A cellist with a future: Hans Kristian Goldstein
Of course it's insane to predict any musician's career, but what the heck. I say that cellist Hans Kristian Goldstein, the Peabody student who won the 2009 Yale Gordon Competition at the conservatory, will make it. He seems to me to have everything it takes to develop a career -- not just the raw talent, but the keen artistic impulses.
Oh yes, the Norwegian player, barely into his 20s, also has some marketing assets, which can't be discounted in the era of the superficial -- boyishly handsome looks and a rather evocative name.
Goldstein gave an impressive recital Sunday afternoon for the Music in the Great Hall series at Towson Unitarian; it also turned out to be a warm-up for a competition he has been accepted into in South Africa. That connection generated the sole contemporary item on the program, a brief, appealing, rhythmically propulsive romp by 35-year-old South African composer Bongani Ndona-Breen, "Jozi Dreamtime."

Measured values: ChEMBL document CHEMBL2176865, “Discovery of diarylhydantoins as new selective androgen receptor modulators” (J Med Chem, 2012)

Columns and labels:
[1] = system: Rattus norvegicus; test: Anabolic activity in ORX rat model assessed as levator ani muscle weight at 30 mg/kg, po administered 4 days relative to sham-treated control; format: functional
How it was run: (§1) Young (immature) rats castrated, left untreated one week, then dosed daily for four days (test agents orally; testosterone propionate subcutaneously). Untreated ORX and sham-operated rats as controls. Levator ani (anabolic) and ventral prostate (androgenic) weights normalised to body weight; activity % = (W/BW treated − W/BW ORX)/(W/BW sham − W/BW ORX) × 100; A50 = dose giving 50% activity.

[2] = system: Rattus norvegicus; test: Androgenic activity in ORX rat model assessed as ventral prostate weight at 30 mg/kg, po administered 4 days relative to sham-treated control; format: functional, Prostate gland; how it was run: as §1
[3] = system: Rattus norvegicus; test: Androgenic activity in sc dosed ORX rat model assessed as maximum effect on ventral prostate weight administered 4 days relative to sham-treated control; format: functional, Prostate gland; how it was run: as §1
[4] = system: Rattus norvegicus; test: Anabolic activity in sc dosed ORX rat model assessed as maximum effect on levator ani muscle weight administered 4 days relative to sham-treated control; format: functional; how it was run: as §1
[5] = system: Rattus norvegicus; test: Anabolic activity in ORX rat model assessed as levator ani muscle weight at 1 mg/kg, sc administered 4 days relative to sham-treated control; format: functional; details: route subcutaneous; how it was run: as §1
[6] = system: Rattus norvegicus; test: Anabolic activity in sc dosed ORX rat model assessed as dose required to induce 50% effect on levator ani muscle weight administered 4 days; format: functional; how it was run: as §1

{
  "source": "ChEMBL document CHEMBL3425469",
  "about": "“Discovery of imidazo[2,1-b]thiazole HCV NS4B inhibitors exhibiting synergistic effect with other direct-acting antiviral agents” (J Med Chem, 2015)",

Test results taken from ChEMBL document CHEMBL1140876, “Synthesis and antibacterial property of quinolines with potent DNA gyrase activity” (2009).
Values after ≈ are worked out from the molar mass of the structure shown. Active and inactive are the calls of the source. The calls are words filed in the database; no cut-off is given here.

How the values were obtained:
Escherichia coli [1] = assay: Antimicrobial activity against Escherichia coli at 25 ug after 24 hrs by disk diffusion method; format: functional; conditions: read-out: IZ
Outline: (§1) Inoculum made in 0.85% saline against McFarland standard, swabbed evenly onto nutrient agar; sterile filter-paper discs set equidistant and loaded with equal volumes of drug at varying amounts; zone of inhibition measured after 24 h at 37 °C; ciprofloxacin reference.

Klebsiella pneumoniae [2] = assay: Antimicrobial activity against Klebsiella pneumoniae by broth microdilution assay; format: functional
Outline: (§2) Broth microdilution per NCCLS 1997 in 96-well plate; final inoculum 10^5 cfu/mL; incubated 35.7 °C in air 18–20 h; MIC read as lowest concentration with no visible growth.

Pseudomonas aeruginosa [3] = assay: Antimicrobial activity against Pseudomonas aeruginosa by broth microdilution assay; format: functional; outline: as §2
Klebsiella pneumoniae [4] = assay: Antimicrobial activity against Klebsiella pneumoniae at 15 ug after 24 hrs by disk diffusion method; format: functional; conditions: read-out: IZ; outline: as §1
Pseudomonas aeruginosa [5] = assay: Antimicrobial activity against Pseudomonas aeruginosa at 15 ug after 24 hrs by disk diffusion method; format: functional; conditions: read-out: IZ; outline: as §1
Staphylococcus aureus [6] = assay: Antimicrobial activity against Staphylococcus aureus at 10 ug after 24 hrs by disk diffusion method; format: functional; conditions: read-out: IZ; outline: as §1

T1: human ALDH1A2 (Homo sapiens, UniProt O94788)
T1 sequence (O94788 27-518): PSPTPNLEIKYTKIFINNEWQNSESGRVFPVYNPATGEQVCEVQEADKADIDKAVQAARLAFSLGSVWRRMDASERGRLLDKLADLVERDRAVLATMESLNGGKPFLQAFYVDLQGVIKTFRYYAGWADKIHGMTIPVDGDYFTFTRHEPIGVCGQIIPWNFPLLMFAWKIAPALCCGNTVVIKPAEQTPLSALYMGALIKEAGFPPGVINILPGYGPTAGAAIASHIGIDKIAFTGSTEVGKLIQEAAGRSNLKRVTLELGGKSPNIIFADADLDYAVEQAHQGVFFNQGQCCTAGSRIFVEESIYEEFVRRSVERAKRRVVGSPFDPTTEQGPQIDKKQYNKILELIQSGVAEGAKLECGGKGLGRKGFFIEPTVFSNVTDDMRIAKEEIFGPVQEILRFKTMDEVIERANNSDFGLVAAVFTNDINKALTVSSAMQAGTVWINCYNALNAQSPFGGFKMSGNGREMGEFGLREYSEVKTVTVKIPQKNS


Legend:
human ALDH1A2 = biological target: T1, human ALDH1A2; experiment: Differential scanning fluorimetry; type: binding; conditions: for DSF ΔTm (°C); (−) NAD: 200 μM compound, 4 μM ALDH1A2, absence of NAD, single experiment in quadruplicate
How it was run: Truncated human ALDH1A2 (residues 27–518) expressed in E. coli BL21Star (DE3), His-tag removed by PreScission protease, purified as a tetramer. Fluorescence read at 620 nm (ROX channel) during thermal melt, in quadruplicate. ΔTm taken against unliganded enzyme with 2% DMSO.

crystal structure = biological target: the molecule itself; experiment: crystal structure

It would have been interesting to hear Goldstein tackle
A highlight of the afternoon was his lyrical touch in Schubert's "Arpeggione"; the wistful quality he generated in the subdued closing measures proved particularly telling. Goldstein was well-partnered in that work, as throughout the concert, by the ever-reliable pianist Clinton Adams. The two musicians caught the boldness and beauty of Beethoven's A major Sonata and tapped the romantic charms of some pieces by Schumann.
The cellist treated a Boccherini sonata as if it were fully on a Mozart-worthy level, and that's how it sounded, thanks to his warmly expressive nuances. Goldstein's bravura side found vivid outlets in pieces by Tchaikovsky and David Popper. The encore, Ernest Bloch's "Prayer," received an eloquent performance.
All in all, a most satisfying encounter with young, fresh, promising talent.
P.S. Goldstein will give a free recital, presented by the Shriver Hall Concert Series, on May 8 at the BMA.
PHOTO COURTESY OF PEABODY INSTITUTE